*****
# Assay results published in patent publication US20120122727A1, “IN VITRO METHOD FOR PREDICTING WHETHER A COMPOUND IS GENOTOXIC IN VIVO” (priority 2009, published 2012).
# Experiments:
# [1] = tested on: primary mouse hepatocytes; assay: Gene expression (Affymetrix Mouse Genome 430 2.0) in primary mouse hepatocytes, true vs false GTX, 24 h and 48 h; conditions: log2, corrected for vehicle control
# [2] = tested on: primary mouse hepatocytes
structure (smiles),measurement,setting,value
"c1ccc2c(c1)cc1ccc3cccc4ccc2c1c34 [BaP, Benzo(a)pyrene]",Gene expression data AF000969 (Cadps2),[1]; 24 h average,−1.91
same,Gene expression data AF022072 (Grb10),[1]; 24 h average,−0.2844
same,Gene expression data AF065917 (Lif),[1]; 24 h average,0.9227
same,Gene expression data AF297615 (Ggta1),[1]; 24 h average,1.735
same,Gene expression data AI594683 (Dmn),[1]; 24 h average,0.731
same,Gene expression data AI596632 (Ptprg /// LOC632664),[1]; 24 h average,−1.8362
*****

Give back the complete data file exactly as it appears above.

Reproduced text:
# Assay results published in patent publication US20120122727A1, “IN VITRO METHOD FOR PREDICTING WHETHER A COMPOUND IS GENOTOXIC IN VIVO” (priority 2009, published 2012).
# Experiments:
# [1] = tested on: primary mouse hepatocytes; assay: Gene expression (Affymetrix Mouse Genome 430 2.0) in primary mouse hepatocytes, true vs false GTX, 24 h and 48 h; conditions: log2, corrected for vehicle control
# [2] = tested on: primary mouse hepatocytes
structure (smiles),measurement,setting,value
"c1ccc2c(c1)cc1ccc3cccc4ccc2c1c34 [BaP, Benzo(a)pyrene]",Gene expression data AF000969 (Cadps2),[1]; 24 h average,−1.91
same,Gene expression data AF022072 (Grb10),[1]; 24 h average,−0.2844
same,Gene expression data AF065917 (Lif),[1]; 24 h average,0.9227
same,Gene expression data AF297615 (Ggta1),[1]; 24 h average,1.735
same,Gene expression data AI594683 (Dmn),[1]; 24 h average,0.731
same,Gene expression data AI596632 (Ptprg /// LOC632664),[1]; 24 h average,−1.8362